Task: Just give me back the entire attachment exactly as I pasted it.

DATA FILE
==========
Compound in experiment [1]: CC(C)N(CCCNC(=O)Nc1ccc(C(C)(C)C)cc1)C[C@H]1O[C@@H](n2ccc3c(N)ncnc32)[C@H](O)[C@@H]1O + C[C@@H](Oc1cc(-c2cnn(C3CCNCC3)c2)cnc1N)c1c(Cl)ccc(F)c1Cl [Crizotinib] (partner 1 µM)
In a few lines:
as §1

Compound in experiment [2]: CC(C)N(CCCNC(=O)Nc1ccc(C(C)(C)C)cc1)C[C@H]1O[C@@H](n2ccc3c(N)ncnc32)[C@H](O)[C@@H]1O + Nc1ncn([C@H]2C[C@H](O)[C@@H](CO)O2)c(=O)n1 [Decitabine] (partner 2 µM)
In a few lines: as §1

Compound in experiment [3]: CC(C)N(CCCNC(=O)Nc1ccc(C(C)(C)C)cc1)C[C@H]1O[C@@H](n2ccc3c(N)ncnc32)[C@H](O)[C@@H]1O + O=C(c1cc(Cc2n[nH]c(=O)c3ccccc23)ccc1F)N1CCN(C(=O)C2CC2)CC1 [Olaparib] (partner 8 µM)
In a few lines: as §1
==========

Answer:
Compound in experiment [1]: CC(C)N(CCCNC(=O)Nc1ccc(C(C)(C)C)cc1)C[C@H]1O[C@@H](n2ccc3c(N)ncnc32)[C@H](O)[C@@H]1O + C[C@@H](Oc1cc(-c2cnn(C3CCNCC3)c2)cnc1N)c1c(Cl)ccc(F)c1Cl [Crizotinib] (partner 1 µM)
In a few lines:
as §1

Compound in experiment [2]: CC(C)N(CCCNC(=O)Nc1ccc(C(C)(C)C)cc1)C[C@H]1O[C@@H](n2ccc3c(N)ncnc32)[C@H](O)[C@@H]1O + Nc1ncn([C@H]2C[C@H](O)[C@@H](CO)O2)c(=O)n1 [Decitabine] (partner 2 µM)
In a few lines: as §1

Compound in experiment [3]: CC(C)N(CCCNC(=O)Nc1ccc(C(C)(C)C)cc1)C[C@H]1O[C@@H](n2ccc3c(N)ncnc32)[C@H](O)[C@@H]1O + O=C(c1cc(Cc2n[nH]c(=O)c3ccccc23)ccc1F)N1CCN(C(=O)C2CC2)CC1 [Olaparib] (partner 8 µM)
In a few lines: as §1